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You can’t! Just kidding. Kinda.
For many of my parenting years, I was blissfully unaware of the phenomena called fundraising. About two years ago, I got my first taste of some. We failed miserably at sports cup sales but then I rocked the Tupperware sale. I was indoctrinated into carwash ticket sales strategies, as well as pancake breakfast approaches. And then, of course, there’s World’s Best Chocolate.
This year, Teen2 is inspired to travel on an overseas school trip. I want her to go. It costs a lot of money. A LOT. And once you sign in blood, they will take that money from your checking account each month. Gulp.
I’ve had to get very creative AND allow myself to be educated by young people about fundraising. Because here’s the thing – this is personal fundraising. A few of my great ideas only work if you’re under the umbrella of an official non-profit. I mean, she costs me a pretty penny, but my daughter is not a non-profit.
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I have had to come up with some ideas that work for US. That means me. Because while homemade popcorn balls might sell really well, I do not see myself up late making them and then packaging them appealingly. And I figure some of you have found yourself in this same position or might one day. So I’m going to share what we’re trying and then update with what is and isn’t working for us.
Let me start with our current plan and program.
1. I made free WordPress website for her that shows friends how to support her by listing the donations page, how to purchase things to benefit her trip, the private FaceBook group I created for people to “follow” her adventures and updates about her fundraising activites.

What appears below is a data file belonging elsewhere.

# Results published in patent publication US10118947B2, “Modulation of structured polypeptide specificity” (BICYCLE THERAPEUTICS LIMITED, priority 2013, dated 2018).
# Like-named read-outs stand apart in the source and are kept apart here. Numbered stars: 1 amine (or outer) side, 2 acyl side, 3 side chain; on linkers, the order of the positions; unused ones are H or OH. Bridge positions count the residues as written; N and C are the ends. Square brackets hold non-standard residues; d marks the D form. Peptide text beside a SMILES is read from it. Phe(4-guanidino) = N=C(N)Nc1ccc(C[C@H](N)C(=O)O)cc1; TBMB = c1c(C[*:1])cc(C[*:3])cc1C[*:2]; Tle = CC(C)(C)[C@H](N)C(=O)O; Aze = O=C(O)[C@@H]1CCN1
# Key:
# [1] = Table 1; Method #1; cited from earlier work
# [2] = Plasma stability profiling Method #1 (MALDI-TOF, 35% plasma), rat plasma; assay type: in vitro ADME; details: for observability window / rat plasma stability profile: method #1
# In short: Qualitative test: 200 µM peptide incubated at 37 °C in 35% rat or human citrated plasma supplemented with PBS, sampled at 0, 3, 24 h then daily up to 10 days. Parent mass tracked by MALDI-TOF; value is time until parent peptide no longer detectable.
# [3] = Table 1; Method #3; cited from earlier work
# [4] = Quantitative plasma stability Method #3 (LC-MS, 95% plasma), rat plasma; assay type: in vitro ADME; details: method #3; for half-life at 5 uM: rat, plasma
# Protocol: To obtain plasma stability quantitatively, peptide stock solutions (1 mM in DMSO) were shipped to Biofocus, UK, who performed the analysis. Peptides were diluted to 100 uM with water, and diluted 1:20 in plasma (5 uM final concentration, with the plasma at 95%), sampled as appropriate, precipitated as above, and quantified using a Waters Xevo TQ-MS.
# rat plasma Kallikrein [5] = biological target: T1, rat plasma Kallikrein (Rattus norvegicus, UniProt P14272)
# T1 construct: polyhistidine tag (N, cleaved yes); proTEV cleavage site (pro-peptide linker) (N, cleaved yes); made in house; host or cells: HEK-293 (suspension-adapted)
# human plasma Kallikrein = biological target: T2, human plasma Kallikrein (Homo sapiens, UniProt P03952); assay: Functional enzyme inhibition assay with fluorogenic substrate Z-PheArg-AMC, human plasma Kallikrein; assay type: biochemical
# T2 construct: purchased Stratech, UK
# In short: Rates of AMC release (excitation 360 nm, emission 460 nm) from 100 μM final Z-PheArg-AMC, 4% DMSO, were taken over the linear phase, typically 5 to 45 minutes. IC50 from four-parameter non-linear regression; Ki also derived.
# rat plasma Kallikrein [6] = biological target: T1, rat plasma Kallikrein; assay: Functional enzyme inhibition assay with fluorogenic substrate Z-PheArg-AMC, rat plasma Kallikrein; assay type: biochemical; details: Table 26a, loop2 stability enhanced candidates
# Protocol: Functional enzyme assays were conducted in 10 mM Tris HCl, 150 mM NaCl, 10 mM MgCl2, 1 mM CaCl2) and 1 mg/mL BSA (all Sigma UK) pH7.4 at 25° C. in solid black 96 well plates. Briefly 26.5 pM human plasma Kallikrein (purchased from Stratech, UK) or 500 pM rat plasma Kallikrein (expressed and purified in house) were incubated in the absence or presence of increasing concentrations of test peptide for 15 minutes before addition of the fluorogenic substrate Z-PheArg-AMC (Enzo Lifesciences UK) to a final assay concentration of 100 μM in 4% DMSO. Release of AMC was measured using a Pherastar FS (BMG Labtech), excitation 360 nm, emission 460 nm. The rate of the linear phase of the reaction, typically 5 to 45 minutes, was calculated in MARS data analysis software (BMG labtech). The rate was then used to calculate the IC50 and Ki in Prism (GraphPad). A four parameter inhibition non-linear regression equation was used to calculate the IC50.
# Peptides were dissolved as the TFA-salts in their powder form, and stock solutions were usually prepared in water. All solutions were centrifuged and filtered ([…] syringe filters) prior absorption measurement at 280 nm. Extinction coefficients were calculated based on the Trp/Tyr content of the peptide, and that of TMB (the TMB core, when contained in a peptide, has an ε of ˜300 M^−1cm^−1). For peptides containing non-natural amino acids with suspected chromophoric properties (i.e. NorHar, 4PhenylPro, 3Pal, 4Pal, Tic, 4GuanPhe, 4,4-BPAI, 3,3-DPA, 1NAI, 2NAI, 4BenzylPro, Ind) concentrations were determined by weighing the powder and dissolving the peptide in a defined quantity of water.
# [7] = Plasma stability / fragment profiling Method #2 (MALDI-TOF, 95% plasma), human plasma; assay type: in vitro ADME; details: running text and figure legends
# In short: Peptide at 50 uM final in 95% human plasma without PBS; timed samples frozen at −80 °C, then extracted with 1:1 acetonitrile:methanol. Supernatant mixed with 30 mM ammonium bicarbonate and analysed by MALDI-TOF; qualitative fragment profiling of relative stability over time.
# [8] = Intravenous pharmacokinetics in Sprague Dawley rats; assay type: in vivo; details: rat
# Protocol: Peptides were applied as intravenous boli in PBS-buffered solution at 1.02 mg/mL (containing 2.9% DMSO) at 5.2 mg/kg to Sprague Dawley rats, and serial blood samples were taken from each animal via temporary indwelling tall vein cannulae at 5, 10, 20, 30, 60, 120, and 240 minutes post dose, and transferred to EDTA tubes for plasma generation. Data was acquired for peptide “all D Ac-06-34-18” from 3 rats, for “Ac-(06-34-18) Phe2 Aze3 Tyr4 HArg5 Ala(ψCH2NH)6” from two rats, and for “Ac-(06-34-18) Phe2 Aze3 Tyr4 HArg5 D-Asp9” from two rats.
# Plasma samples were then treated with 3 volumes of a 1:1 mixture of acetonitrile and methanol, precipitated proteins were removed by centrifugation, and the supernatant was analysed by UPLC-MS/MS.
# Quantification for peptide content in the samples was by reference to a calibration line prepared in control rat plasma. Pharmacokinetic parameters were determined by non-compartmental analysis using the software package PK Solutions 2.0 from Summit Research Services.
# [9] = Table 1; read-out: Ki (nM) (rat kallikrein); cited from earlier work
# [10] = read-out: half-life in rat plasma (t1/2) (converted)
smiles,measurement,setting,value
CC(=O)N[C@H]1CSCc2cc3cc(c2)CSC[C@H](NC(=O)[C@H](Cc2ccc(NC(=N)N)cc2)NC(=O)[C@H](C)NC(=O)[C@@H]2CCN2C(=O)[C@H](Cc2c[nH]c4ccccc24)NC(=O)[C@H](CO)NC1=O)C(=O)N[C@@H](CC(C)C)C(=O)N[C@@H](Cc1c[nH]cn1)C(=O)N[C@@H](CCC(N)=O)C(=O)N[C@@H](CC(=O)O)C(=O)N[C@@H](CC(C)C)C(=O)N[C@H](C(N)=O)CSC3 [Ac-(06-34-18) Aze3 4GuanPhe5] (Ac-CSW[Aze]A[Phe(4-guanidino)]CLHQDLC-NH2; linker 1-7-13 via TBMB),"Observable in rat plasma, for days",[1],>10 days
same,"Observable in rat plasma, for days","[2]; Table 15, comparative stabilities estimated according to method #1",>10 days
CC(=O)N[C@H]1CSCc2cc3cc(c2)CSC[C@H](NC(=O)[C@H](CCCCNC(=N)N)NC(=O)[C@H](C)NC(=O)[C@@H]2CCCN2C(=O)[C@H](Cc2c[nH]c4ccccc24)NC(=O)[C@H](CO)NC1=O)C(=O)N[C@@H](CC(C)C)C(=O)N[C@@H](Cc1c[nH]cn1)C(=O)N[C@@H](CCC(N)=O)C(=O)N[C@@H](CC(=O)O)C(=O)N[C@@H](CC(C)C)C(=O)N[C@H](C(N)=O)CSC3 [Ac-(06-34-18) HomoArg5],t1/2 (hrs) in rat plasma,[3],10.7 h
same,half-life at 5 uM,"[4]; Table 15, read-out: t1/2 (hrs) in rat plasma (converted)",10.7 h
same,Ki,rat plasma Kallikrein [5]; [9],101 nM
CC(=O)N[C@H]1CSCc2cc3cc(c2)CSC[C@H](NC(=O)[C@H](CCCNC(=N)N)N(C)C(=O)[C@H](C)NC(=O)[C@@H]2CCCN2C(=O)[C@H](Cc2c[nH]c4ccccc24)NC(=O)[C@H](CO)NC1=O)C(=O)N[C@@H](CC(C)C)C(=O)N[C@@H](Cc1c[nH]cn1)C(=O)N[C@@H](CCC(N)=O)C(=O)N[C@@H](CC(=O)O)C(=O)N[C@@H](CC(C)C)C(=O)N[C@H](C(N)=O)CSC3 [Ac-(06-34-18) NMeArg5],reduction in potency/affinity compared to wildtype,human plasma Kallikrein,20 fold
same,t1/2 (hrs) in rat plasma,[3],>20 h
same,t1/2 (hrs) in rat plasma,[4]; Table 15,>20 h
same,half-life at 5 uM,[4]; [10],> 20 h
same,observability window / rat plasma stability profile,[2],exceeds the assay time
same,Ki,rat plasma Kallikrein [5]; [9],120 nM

2. I made that private FaceBook group so friends and family could follow her journey. I will post photos of her doing fundraising and photos of her on the trip.
3. I have affiliate accounts with a few companies that I feel have general appeal so I reacquainted myself with those. I am making it clear to everyone (on the website and FB group) that ANY sales of these products go toward her trip. These include:
, both affiliate sales AND in-person Graphic Tee Parties. This has gone well so far! We held one event in our home and will table a holiday event soon. Signing up as an advisor is free (through Thanksgiving 2018) and there is no website fee.
Fees for direct sales were a deterrent to us trying direct sales as a fundraising option.
4. There are a lot of junky items sold for fundraising. But the idea of fair trade chocolate, coffee and tea from Equal Exchange
sounded awesome. They will also work with individuals and small groups! Yay! We will do a pre holiday push, especially at church and in the neighborhood. I’ll also send the catalogs to hubby’s work.